At SH*T GOLD, the Creative Process Goes Public

Velocity’s experimental open mic allows artists to take first stabs at performance with an audience.

Erica Badgeley and Britta Peterson came up with the idea for SH*T GOLD together, but Badgeley alone decided upon the name. “It seemed fitting,” she explains, “like this is where you try out something that might totally fail, or be totally awesome.”

The pair teamed through the Velocity Dance Center in May 2014 to put on the first installment of their open-ended open mic—albeit one without an actual microphone—showcasing experimental or unfinished works in any performance medium as long as they fit into the mandated five-minute time slot. “We both wanted a venue that was low-pressure for people to experiment in front of other people, so you can use that performance as research,” Badgeley says. “That’s how I feel as an artist—I need an audience to create exciting things.”

The show became a recurring event almost instantly, and survived and thrived at Velocity even as both founders left Seattle later in 2014. SH*T GOLD was left to Velocity itself and a rotating group of facilitators, who in turn assign a new host to introduce guests and arrange the venue space as they see fit for each performance. “One night, the host brought tiny mailboxes so each performer could receive feedback specifically for them,” recalls Frances Wolfe, one of SH*T GOLD’s current facilitators.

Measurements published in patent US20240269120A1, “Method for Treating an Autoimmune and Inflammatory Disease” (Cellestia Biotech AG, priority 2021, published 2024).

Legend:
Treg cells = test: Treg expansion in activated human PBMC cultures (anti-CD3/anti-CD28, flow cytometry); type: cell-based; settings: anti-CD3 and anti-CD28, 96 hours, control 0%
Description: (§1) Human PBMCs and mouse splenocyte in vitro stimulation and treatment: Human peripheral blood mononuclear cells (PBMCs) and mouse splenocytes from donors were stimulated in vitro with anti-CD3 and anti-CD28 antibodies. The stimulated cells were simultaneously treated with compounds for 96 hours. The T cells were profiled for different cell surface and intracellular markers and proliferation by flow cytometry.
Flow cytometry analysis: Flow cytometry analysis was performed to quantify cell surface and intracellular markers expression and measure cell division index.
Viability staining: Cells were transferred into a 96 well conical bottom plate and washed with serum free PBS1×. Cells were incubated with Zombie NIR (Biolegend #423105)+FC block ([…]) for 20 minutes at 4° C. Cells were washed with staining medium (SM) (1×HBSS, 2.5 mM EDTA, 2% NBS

Since Velocity is a dance center, roughly half the performances at each installment are in some way based in movement or dance, with the remainder ranging from music and spoken word to set-work and discussions or group experiments that often directly involve the crowd. “That feeling of community is a big draw for performers as well as for the audience,” says Wolfe. “I’ve seen artists develop work piece by piece, week after week, and being privy to that creative process is really special.”

For many artists, sharing unfinished work in such a public environment is an essential part of the creative process that’s not often acknowledged, let alone celebrated, at more formal events. Take, for example, Badgeley. “I need an audience to create exciting things,” she says, “and this is a valuable venue to try things out that I might be lazy about getting around to otherwise.” Now returned to Seattle from a two-and-a-half-year trip abroad, she’s again taking advantage of the show she co-founded to refine her latest dance performances, piece by piece, week after week.

Velocity Dance Center, 1621 12th Ave, velocitydancecenter.org. Free. 10 p.m. every first and third Monday. Sign up for a spot at gold@velocitydancecenter.org.

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